Creating a Hitchcock Fan with Four Films

I’ve mentioned several times on the blog that my sister and I have a long-standing tradition of sharing movie nights — or, as we call them, “Sister Movie Time.” Usually, we load up on snacks, cuddle with her cats, and watch the nostalgic films of our youth or rent some recent releases we missed in theaters. For our latest movie night, we agreed to do … Continue reading Creating a Hitchcock Fan with Four Films

Favorite things about… Foreign Correspondent (1940)

The favorite film: Foreign Correspondent, a 1940 thriller directed by none other than the master of suspense, Alfred Hitchcock The synopsis: When John Jones is chosen by his editor Mr. Powers to become a foreign correspondent, his first assignment is to cover an event held by Stephen Fisher to honor a Dutch diplomat, Van Meer. When Van Meer evades the event and is soon shot … Continue reading Favorite things about… Foreign Correspondent (1940)

Favorite things about… Dial M for Murder (1954)

The favorite film: Dial M for Murder, a 1954 domestic thriller by Alfred Hitchcock The synopsis: When Tony Wendice’s plan to have his wife killed goes awry, he decides to instead get rid of her by having her locked up for murder. The cast: Ray Milland as Tony Wendice Grace Kelly as Margot Wendice Robert Cummings as Mark Halliday John Williams as Inspector Hubbard Anthony … Continue reading Favorite things about… Dial M for Murder (1954)

Favorite things about… Rebecca (1940)

The favorite film: Rebecca, a 1940 romantic thriller from the Master of Suspense, Alfred Hitchcock The synopsis: When a shy young woman meets and falls in love with the wealthy Maxim de Winter in Monte Carlo, they quickly marry before heading back to his Cornwall estate, Manderley. But after arriving, the bride finds that the memory of Maxim’s first wife still looms large over Manderley. … Continue reading Favorite things about… Rebecca (1940)

Celebrating “50 Years of Hitchcock” with TCM

I consider Alfred Hitchcock to be one of my favorite directors. He directed several of my all-time favorite films, including my ultimate “comfort film” pick-me-up, To Catch a Thief. I’ve seen Hitchcock silent and with sound, black and white and in technicolor. I’ve written about him on the blog many times: Celebrating To Catch a Thief for National Classic Movie Day in 2015 Reviews of big-screen … Continue reading Celebrating “50 Years of Hitchcock” with TCM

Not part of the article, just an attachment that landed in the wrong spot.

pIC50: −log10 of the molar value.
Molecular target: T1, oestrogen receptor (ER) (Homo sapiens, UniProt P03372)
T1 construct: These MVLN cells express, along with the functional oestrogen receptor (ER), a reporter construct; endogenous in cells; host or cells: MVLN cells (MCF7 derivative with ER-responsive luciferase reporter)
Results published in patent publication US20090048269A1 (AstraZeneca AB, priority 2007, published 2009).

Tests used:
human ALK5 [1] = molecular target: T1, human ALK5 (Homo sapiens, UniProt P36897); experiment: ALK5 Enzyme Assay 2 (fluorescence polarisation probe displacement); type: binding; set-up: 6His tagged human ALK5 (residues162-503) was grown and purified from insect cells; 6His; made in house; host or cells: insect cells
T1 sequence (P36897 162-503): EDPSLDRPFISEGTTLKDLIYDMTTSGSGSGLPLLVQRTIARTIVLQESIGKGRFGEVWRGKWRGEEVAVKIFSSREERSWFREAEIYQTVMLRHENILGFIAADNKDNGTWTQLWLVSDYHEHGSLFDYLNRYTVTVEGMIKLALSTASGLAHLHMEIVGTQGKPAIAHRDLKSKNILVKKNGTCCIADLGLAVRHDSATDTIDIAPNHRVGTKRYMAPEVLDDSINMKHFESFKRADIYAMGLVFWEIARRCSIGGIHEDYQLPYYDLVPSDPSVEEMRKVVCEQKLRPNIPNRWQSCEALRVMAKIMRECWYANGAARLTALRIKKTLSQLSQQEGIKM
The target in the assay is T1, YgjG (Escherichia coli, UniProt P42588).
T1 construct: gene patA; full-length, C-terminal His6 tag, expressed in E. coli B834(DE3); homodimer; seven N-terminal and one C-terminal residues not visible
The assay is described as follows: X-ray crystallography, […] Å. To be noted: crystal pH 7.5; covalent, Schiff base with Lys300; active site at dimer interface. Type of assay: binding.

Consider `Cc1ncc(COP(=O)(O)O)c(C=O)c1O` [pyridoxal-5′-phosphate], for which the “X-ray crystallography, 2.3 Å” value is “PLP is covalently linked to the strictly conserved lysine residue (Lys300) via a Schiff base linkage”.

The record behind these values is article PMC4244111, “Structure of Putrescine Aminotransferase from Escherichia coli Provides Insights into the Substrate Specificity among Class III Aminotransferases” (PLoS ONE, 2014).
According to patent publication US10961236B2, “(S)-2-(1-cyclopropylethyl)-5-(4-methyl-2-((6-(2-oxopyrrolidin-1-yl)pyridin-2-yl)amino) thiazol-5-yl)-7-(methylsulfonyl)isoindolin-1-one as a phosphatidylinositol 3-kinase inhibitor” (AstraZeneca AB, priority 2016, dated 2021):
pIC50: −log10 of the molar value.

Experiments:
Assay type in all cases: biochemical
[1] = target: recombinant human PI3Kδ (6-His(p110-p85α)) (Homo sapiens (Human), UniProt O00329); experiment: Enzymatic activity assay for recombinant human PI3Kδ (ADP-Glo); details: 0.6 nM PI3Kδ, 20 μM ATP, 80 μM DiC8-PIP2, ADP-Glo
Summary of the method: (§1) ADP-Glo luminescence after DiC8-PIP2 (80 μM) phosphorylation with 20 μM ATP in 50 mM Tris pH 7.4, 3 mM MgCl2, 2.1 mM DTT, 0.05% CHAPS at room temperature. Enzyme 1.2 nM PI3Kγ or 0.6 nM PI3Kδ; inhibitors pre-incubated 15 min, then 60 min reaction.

Favorite things about… Mr. & Mrs. Smith (1941)

The favorite film: Mr. and Mrs. Smith, a screwball comedy from the Master of Suspense, Alfred Hitchcock The synopsis: Ann and David Smith are a happily married couple living in New York City… but they have their share of fights. Fights that tend to last for up to eight days. Still, each time, they reconcile… until it comes to light that their marriage isn’t legal! … Continue reading Favorite things about… Mr. & Mrs. Smith (1941)

One year, one film: 1948 – Rope

One year, one film: 1948 The film: Rope, dir. Alfred Hitchcock starring James Stewart, John Dall, and Farley Granger Rating: Recommended | Highly Recommended | MUST-SEE Famously constructed in a series of ten-minute takes to provide the look of one continuous, flowing shot, Alfred Hitchcock’s Rope spins the twisted tale of two men who commit murder, hide the body in a wooden chest, and then … Continue reading One year, one film: 1948 – Rope

One year, one film: 1946 – Notorious

One year, one film: 1946 The film:  Notorious, dir. Alfred Hitchcock starring Ingrid Bergman, Cary Grant and Claude Rains Rating: Recommended | Highly Recommended | MUST-SEE What can I say about Notorious that hasn’t already been said? It’s Hitchcock. It’s Cary Grant. It’s Ingrid Bergman. It’s Claude Rains. It’s everything. All at once suspenseful and romantic, Notorious spins a tangled web of espionage and betrayal, scripted by the … Continue reading One year, one film: 1946 – Notorious

Book vs. Film: The Birds

Daphne du Maurier’s “The Birds” opens with Nat Hocken, a farmhand, lamenting the overnight arrival of winter. Soon after, birds begin entering his home, attacking his family. All of the birds in England seem to have gone insane — perhaps all of the birds in Europe, too, if the lack of radio communication is any indication. Nat and his family struggle to protect themselves over … Continue reading Book vs. Film: The Birds

Alfred Hitchcock’s The Man Who Knew Too Much at the Redford Theatre

This weekend’s Redford Theatre feature, screening on Friday and Saturday at 8 pm with an additional showing at 2 pm on Saturday, was Alfred Hitchcock’s The Man Who Knew Too Much (1956). Never one to pass up a Hitchcock screening, I also took the opportunity to continue converting my dad into a classic film fan. This is the third Hitchcock film we’ve seen on the … Continue reading Alfred Hitchcock’s The Man Who Knew Too Much at the Redford Theatre